I have a few "bussies" left over in the green house, they are thriving. All the ones I planted out have died! It is time to do something about the money grabbing attitude which is prompting disasters such as we are now experiencing!!
I have noticed retail outlets that are not really horticultural selling bedding plants that are substandard due to ignorance, neglect and incompetence. Poor water starved plants and I have seen slugs and snails in the trays. I have bought what appeared to be good healthy plants only to find clusters of slug or snail eggs in amongst the roots!!! I say only buy from gardening outlets!
This indeed is a massive problem. For the last few years our impatiens have had to treated a chemical cocktail of fungacides, and the glasshouses that they are grown in strictly steralised, actions costing a small fortune. This has ensured that the plants leave our establishment clean and with a certain amount of resistance to downy mildew. The problems start once they have been planted out in peoples gardens. Unfortunately mildew's in general can be spread by contact or by drift (in the air). Their growth is also excelerated by damp, and mild weather. We are in contact with various bodies who recently declared that they may have found the source of the problem. It seems that the weakest cultivars of impatiens, which are the DOUBLES, may be where it has all started. As a result several commercial supply growers are not releasing doubles into the market this year in an attempt to halt this blasted disease. May I try and ensure the public that all reputable nurseries and garden centres have done everything in their power to provide clean plants. However it only takes one person down your road to buy some dodgy plants from 'who know's where' and the fungus will spread. Believe me when I say that growers are just as dissapointed about this problem as our customers. Busy lizzies were one of our best sellers in the summer season. Its demand has tumbled and will continue to until confidence returns or the disease is wiped out. Lets all hope that next years crops stay clean for those of us who have enough patience to try again.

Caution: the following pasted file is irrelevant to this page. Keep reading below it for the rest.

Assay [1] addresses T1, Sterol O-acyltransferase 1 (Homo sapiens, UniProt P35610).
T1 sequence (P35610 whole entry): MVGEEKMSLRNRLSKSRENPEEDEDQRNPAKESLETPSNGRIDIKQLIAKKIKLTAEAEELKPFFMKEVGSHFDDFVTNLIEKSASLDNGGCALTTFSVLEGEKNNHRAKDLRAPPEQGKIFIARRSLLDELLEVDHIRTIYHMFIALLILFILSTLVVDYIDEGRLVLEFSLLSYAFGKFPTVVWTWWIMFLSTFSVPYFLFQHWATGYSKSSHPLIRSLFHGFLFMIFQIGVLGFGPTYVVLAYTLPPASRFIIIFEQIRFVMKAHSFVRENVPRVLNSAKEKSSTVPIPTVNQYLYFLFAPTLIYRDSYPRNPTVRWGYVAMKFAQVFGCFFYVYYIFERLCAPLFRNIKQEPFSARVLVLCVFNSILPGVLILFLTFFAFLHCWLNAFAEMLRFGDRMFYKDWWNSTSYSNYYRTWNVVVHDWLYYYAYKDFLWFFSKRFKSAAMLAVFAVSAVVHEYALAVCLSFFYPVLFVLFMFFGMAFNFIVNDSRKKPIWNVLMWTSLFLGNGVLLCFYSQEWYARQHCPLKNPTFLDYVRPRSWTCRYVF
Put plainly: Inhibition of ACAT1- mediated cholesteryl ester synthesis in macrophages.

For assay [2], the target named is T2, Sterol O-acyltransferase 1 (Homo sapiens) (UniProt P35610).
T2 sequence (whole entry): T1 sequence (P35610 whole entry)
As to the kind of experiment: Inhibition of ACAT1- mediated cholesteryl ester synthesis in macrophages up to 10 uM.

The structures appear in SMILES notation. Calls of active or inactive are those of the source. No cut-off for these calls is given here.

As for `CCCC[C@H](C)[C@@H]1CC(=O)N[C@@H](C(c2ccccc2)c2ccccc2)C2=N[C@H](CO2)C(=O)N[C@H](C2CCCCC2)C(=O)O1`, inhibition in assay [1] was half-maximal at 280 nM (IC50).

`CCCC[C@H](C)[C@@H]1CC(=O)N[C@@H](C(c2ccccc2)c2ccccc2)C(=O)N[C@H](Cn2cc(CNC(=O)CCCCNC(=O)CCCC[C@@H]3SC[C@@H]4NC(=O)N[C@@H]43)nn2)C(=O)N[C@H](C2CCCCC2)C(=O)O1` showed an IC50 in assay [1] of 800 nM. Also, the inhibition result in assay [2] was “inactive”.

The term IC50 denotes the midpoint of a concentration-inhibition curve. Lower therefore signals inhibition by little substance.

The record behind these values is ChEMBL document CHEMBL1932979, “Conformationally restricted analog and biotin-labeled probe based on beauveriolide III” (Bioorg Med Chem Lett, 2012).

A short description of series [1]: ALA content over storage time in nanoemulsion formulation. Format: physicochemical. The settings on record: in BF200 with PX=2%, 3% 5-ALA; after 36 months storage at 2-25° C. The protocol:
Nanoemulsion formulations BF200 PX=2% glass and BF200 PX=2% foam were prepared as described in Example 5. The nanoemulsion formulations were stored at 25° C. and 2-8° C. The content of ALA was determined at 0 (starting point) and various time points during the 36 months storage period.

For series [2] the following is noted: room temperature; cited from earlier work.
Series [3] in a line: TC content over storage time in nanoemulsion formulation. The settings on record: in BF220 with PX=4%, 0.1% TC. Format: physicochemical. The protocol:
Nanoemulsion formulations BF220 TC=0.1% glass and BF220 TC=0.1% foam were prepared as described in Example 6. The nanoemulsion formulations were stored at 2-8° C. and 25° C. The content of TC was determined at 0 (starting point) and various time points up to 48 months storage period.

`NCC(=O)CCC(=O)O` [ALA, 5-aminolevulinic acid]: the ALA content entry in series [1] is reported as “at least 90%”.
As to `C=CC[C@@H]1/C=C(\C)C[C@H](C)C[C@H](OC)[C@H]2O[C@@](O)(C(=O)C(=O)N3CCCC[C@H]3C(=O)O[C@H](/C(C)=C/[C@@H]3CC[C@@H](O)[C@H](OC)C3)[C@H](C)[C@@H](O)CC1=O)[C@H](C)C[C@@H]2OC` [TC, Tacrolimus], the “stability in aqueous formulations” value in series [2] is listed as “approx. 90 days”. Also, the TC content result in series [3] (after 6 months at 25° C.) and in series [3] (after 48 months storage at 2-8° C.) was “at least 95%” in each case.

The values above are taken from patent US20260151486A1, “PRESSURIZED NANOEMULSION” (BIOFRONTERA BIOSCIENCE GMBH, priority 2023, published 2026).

I also have lost all my Busy Lizzies. At first they appeared to be normal plants then all the leaves and flowers were stripped leaving thick healthy looking bare stalks. No sign of slugs or snails. When I dug them up the roots were really well established. This happened in both open ground and in pots. The only plants that seem to have survived are the odd ones I put into my hanging baskets. Reading the symptoms of downy mildew I do not think that was the cause. Are there any other suggestions?

I live in France and lost all mine in late summer. I had some very pretty double ones which were the first to go. Then we went to the Amalfi coast in Italy in September and I saw the same problem there.